Because two thirds of patients who undergo orthognathic surgery are female , female faces were deemed more representative of the actual patients in the clinical setting. All our models were female because female faces are judged more consistently by both men and women, whereas men’s faces are assessed rather heterogeneously . To minimize any bias due to signs of aging, we selected young adults between 18 and 30 years without marked signs of aging. To ensure that any possible differences in the evaluations were judged solely on visual impressions, we presented the video clips without sound by withholding vocal cues from the raters .
Making of stimuli (video clips & photographs)
Four female patients from either skeletal Class II or Class III were selected as model for the stimuli production. Furthermore, we produced stimuli from four females with skeletal Class I (norm faces). From each of the 12 persons a photographic set consisting of 3 views (Fig 2) and one video clip containing the same views was produced (supplemental material S1 video). The individuals shown in the Figures and supplemental material in this manuscript have given written informed consent (as outlined in PLOS consent form) to publish their case details.
The still faces were presented to the raters from both sides and from the front simultaneously. The rotation during the video presentation was as indicated by the arrow: starting from the left profile, and slowly turned over to the right.
The models were uniformly dressed and positioned before a black background. The lateral views were obtained with a neutral mood expression, the frontal images showed the persons smiling. To maintain a consistent field of view, the camera distance was standardized and the photographs were taken with the same focal distance to ensure comparable picture and head sizes.
For the video recordings the study subjects were seated on a swivel chair. An assistant (K.S.), rotated the chair slowly from the left lateral view to the frontal view and then to the right lateral view. While the chair and the female study subject were being rotated for the video taping, the subject said the following out loud: “One usually says cheeeeeese on a photograph, although I’m not fond of cheese at all” (see supplemental S1 video). Photographs and video recordings were consecutively numbered, anonymized, and stored electronically in the photographic archive at the Department of Cranio-Maxillofacial and Oral Surgery.
This study was introduced to students of the Faculty of Psychology at the University of Vienna. Each student received all the necessary information on the rating procedure, the data processing, and the publication of the study. They were then instructed to go and recruit approximately ten raters (per student) for the study. Once recruited, the raters came to the university to get information on the study protocol, and once they had all the relevant information, they were asked to give their oral consent to participate. Those who did not consent simply left, those who consented stayed and rated the images and video clips immediately. The raters were given no background information on the study subjects and dysgnathia. There were 200 raters, primarily undergraduates and graduates of various disciplines (50% females and 50% males, mean age = 24.17 years, SD = 3.56, range 19–36).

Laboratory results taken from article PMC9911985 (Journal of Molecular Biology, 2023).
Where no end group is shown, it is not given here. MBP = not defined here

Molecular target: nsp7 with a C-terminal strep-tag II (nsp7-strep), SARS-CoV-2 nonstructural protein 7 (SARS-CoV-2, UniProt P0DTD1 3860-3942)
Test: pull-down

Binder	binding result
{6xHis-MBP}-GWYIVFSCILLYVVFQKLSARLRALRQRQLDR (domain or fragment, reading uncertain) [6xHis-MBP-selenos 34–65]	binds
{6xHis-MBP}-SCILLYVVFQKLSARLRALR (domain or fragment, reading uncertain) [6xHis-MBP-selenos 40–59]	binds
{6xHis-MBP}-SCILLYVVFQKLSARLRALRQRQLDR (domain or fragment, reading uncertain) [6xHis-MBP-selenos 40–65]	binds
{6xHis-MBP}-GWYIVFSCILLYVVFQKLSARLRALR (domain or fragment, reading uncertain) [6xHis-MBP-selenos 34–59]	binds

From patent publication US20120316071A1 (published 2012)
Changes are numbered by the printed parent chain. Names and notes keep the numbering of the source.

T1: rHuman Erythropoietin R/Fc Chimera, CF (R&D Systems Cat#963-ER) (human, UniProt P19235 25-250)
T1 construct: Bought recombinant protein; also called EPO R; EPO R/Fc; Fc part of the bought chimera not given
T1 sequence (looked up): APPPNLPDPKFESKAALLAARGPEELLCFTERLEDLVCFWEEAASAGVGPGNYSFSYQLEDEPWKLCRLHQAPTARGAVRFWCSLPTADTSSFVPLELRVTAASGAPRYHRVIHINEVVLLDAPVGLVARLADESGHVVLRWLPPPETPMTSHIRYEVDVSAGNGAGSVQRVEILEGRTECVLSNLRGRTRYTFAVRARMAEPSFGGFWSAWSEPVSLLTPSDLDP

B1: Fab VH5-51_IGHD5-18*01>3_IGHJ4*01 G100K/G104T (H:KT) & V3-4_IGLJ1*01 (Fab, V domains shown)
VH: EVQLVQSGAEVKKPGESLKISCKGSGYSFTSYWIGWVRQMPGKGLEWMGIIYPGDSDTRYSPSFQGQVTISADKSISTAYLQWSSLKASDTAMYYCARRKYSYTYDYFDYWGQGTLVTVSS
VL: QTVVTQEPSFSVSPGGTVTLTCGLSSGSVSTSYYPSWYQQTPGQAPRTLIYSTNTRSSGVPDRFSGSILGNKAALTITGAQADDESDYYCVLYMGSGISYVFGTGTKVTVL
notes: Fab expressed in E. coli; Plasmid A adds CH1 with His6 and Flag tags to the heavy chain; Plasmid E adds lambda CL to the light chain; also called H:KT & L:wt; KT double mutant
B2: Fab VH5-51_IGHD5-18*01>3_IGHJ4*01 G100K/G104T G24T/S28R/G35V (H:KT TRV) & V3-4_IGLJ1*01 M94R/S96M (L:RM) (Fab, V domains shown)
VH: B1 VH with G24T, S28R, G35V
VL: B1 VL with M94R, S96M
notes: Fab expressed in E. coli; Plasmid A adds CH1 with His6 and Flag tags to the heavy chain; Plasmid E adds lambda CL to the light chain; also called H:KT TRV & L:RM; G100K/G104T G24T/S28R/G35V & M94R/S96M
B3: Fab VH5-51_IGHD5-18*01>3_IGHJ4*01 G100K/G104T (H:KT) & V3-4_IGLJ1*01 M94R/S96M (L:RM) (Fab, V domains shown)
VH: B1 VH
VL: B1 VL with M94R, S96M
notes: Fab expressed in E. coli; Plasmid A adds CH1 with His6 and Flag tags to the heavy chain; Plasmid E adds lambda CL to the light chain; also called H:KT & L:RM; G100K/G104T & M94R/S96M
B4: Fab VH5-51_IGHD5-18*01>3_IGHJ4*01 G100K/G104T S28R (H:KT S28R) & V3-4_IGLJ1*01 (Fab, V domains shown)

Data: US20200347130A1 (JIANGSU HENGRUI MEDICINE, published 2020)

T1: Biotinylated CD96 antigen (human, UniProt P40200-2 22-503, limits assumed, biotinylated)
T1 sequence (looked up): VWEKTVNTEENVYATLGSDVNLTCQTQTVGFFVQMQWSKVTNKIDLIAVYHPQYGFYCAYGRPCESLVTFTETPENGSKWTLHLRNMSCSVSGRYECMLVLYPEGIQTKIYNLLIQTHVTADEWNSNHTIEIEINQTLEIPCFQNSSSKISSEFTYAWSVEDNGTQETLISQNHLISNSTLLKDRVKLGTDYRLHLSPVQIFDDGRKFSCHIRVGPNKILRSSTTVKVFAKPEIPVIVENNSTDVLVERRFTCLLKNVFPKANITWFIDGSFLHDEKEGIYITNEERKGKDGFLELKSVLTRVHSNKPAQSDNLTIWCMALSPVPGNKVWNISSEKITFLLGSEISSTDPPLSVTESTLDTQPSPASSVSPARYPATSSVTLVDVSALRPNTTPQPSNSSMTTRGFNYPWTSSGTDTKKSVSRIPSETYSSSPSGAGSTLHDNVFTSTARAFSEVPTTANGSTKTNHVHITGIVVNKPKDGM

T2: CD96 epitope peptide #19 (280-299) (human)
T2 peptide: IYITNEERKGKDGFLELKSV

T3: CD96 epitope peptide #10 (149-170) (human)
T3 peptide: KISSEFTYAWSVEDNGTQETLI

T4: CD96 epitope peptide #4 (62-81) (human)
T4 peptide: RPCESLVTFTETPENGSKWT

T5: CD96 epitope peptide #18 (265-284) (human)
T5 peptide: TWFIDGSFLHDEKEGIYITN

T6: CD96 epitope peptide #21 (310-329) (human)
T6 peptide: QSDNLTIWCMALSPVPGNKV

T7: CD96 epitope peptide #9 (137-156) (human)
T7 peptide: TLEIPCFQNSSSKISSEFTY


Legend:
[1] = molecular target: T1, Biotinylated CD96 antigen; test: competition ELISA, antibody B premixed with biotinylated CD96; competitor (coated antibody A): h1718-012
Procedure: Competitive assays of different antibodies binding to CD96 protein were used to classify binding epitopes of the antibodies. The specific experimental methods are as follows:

Test design and realization
Roberts et al.  described that various design features have independent effects on the strength of static-dynamic correlations. When static and dynamic stimuli were rated by the same raters the correlations were stronger. They were weakest, if female evaluated male stimuli . As per Rhodes et al.  we instructed the raters to assess both, the video clips and photographs spontaneously and intuitively with respect to the items (trait pairs) using a seven-point Likert scale (Table 1). The presentation material was viewed and judged in the absence of external stimuli and without interaction between the peer raters.
To counterbalance the mode and sequence of presentation, one half of the raters started with the photographs followed by the video clips, the other half rated the video clips first, followed by the photographs. A five to ten minute break was maintained between the presentations of the series (photographs and videos). Class I stimuli were used as a potential anchor, each presentation series started with a Class I stimulus and continued alternating Class II and Class III. According to Rhodes et al. , every stimulus was followed by different dysgnathia class.
Both, the photographs and video clips were arranged in a PowerPoint® presentation and were displayed to the raters on a 13 inch computer screen. After a warming up test run, a black screen appeared for five seconds, followed either by a series of video clips or photograph sets. Each video clip was announced: “The video film will start in 5 seconds”; then the standardized 7–8 second video clip started automatically.
The video presentations started consistently with the test persons´ profile from the left, followed by a rotation towards the front view—when the test person smiled briefly (“… cheeeeeese …”). The rotation continued towards the persons' profile view from the right side. At the end of the rotation, the image of the right-sided profile stayed on the screen for one more second.
All stimuli (photographs, video clips) were presented just once. The intuitive ratings were done without frozen images. For both, video clips or photographs, a single presentation and the rating documentation for the eight items took about 30 seconds.
In their research Roberts et al.  used the same raters for both photographs and video, every rater evaluated a face under static and under dynamic conditions. We also used the within-subjects rating design . Based on their subjective intuitive perception, the raters evaluated the eight items on a given seven-point Likert scale (Table 1). To minimize systematic distortions, the raters received a folder specifying a predetermined sequence of assessment sheets. They were not permitted to scroll the pages forward or backward. The raters documented their evaluations without external influences or interaction with peers.